“The Plough and the Stars” by Sean O’Casey

26 Sep

Our visit to the O’Reilly Theatre to watch “The Plough and the Stars”!

Machismo men with red-blooded tempers, alcoholics and patriotic people by every sense of the word, these three Irish stereotypes became very apparent in the play my drama class watched this past weekend, entitled, The Plough and the Stars, by Sean O’Casey.
Based on the famous unsuccessful 1916 uprising of Irish society against British rule, O’Casey uses the first two acts to give his audience a perspective into Irish society prior to the uprising in 1915. As a member of the audience, I was able to gain a greater understanding into the factors that led to the conflict; which include a desire to gain independence and pursue other liberties that were denied by the British. Moreover, there was a strong element of nationalism that featured in these first two acts, expressed by the protagonist, Jack Clitheroe, and the characters of Uncle Peter and the Young Covey, a cousin of the Clitheroes’. There were various scenes in these first two acts where these characters would go on long rants about the discriminatory British rule and how the average Irish workingman deserves a better life.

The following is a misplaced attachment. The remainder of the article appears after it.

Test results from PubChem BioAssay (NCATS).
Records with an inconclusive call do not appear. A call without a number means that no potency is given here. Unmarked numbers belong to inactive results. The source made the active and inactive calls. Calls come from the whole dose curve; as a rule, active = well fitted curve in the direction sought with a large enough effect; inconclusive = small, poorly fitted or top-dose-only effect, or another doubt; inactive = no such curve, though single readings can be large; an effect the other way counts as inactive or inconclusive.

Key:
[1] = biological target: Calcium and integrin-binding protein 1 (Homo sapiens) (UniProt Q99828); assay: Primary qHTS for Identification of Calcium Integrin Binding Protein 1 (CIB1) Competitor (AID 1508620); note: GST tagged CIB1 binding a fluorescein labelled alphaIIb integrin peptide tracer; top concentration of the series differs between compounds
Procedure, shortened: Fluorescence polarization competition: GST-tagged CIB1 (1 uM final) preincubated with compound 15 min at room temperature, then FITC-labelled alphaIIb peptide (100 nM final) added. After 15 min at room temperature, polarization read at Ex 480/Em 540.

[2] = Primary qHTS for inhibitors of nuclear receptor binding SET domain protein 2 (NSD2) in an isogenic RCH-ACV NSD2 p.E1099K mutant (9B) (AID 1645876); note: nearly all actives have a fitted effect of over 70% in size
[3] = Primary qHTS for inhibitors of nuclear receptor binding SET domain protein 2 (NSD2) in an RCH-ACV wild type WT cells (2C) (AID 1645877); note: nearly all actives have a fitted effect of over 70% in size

The last two acts were set during the 1916 Easter uprising within the very heat of the conflict. I was exposed to the aggressive nature of Irish men through the character of Jack, who abused his wife Nora in one of the scenes, after she kept on insisting that he come home instead of going to fight the British. The character of Fluther reinforces this stereotype when he gets into a fight at a pub about politics with a British man.
Finally, the use of alcohol throughout the play played a crucial role in many of the scenes. Not only did this element of the play cause many conflicts, it was used as a mechanism by the characters to deal with the stresses of the conflict and express their feelings. Thus, the overconsumption of alcohol within the play was believable, as a large part of Irish culture involves drinking.
The play highlights three important characteristics of Irish culture that helped me better understand the people of Ireland. I was able to experience these stereotypes in the context of the 1916 uprising, and this interesting opportunity has made me realize that these stereotypes are true of the Irish people to a limited extent; not all Irishmen belong to these stereotypes as was expressed in the play.
I am glad to have watched such a historically rich and entertaining play so early into my experience here in Ireland, and look forward to viewing other forms of arts/media to develop a greater familiarity and understanding of Irish culture.


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